By December 2004, Holmes had raised $6 million to fund the firm.By the end of 2010, Theranos had more than $92 million in venture capital.In July 2011, Holmes was introduced to former secretary of state George Shultz. After a two-hour meeting, he joined the Theranos board of directors.Holmes was recognized for forming "the most illustrious board in U.S. corporate history" over the next three years.
In October 2015, despite Boies's legal threats and strong-arm tactics, Carreyrou published a "bombshell article"detailing how the Edison device gave inaccurate results, and revealing that the company had been using commercially available machines made by other manufacturers for most of its testing.Carreyrou continued to expose Holmes in a series of articles and, in 2018, published a book titled Bad Blood: Secrets and Lies in a Silicon Valley Startup, detailing his investigation of Theranos.
In March 2018 the U.S. Securities and Exchange Commission (SEC) charged Holmes and Theranos's former president, Ramesh Balwani, with fraud by taking more than $700 million from investors while advertising a false product. On March 14, 2018, Holmes settled an SEC lawsuit.The charges of fraud included the company's false claim that its technology was being used by the U.S. Department of Defense in combat situations.The company also lied when it claimed to have a $100 million revenue stream in 2014. That year, the company only made $100,000.The terms of Holmes's settlement included surrendering voting control of Theranos, a ban on holding an officer position in a public company for 10 years, and a $500,000 fine.
At its height in 2015, Theranos had more than 800 employees. It fired 340 staff members in October 2016 and an additional 155 employees in January 2017.In April 2018, Theranos filed a WARN Act notice with the State of California, announcing its plans to permanently lay off 105 employees, leaving it with fewer than two dozen employees.Most of the remaining employees were laid off in August 2018. On September 5, 2018, the company announced that it had begun the process of formally dissolving, with its remaining cash and assets to be distributed to its creditors.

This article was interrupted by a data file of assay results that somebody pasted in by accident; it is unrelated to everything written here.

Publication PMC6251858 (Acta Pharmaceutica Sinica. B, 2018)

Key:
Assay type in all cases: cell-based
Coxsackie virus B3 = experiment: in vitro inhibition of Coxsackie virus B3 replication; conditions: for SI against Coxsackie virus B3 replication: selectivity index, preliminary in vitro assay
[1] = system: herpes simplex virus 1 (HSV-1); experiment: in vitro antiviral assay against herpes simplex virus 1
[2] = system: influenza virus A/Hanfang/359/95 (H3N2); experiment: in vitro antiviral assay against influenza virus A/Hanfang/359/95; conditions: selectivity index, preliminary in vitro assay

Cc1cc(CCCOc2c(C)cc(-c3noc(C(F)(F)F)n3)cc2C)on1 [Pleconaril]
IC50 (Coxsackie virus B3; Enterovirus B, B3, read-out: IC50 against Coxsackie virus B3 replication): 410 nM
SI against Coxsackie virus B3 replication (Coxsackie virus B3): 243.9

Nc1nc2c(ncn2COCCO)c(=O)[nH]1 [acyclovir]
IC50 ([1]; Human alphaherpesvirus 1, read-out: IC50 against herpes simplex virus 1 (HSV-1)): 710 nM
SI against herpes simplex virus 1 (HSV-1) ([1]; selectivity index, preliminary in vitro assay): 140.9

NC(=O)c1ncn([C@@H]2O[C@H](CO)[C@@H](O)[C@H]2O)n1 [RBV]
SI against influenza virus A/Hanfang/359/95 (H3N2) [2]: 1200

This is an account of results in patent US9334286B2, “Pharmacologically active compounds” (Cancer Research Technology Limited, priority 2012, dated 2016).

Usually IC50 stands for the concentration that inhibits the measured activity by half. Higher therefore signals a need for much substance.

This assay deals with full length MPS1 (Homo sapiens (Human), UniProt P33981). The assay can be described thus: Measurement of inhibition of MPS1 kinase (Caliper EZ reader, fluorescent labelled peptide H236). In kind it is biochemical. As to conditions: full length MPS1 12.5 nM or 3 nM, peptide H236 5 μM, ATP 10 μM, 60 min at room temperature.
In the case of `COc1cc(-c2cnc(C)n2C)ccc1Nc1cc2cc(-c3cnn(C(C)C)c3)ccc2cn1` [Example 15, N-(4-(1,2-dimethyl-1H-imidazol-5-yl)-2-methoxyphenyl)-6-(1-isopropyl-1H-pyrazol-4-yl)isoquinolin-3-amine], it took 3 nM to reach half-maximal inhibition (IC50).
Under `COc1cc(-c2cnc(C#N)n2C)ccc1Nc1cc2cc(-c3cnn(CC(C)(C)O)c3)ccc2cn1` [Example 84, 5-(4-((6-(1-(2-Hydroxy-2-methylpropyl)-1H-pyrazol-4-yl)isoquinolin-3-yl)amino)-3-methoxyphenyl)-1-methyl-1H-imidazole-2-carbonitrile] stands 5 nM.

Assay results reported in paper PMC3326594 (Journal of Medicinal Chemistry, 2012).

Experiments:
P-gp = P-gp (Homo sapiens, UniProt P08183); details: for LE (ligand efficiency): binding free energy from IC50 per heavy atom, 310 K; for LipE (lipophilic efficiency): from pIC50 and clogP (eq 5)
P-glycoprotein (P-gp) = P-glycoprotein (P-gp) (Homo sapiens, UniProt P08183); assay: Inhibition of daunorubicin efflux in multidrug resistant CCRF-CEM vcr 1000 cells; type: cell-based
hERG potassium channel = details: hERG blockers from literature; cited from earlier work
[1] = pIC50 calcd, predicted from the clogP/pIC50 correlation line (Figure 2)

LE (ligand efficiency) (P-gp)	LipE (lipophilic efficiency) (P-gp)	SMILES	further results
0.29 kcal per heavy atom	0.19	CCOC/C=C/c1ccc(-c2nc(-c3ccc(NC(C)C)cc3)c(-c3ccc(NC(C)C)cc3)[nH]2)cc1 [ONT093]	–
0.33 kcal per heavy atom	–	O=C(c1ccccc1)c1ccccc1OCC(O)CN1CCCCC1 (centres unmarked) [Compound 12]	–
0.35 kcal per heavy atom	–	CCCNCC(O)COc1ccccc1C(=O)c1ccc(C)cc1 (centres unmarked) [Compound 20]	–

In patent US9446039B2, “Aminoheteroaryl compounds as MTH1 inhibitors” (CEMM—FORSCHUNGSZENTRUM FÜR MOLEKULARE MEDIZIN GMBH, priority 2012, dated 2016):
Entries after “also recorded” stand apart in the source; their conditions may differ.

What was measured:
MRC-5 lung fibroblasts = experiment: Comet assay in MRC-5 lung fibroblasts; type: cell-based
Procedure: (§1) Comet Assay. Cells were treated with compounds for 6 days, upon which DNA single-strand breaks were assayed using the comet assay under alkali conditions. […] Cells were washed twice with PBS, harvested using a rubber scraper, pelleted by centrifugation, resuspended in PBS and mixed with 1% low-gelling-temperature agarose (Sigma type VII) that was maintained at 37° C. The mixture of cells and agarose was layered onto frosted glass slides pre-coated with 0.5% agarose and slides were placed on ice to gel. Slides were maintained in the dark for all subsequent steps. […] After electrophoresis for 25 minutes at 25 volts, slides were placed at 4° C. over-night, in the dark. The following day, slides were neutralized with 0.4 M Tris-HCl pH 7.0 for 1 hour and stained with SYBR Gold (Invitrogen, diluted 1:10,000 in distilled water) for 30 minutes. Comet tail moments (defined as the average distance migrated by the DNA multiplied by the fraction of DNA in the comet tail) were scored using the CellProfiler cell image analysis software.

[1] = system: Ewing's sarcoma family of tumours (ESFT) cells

On June 15, 2018, following an investigation by the U.S. Attorney's Office for the Northern District of California in San Francisco that lasted more than two years, a federal grand jury indicted Holmes and former Theranos chief operating officer and president, Ramesh "Sunny" Balwani, on nine counts of wire fraud and two counts of conspiracy to commit wire fraud. Both pleaded not guilty. Prosecutors allege that Holmes and Balwani engaged in two criminal schemes, one to defraud investors, the other to defraud doctors and patients.After the indictment was issued, Holmes stepped down as CEO of Theranos but remained chair of the board.
In June 2019, Bloomberg News reported Holmes and Balwani were looking into a possible defense strategy of blaming the media for the downfall of Theranos and whether journalist John Carreyrou's reporting caused undue influence upon government regulatory agencies in order to write a sensational story for The Wall Street Journal.Later unsealed documents indicated Holmes plans to blame Balwani, who "dominated" her to such an extent she was unable to make her own decisions.
In late August 2020, Holmes's legal team filed new motions seeking the dismissal of seven of the 12 felony fraud charges, claiming that Judge Edward Davila had made a mistake about her obligations to the Theranos investors.In September 2020, Bloomberg News reported that Holmes is exploring a "mental disease" defense for her criminal fraud trial when the judge overseeing the case ruled that government prosecutors can examine Holmes.
In February 2021, federal government prosecutors accused Holmes and other executives of destroying evidence in Theranos's final days in business. The attorney for Holmes argued the government was to blame for their failure to preserve critical evidence. The specific evidence in question concerned the company's history of internal testing, including the accuracy and failure rates of Theranos's blood-testing systems.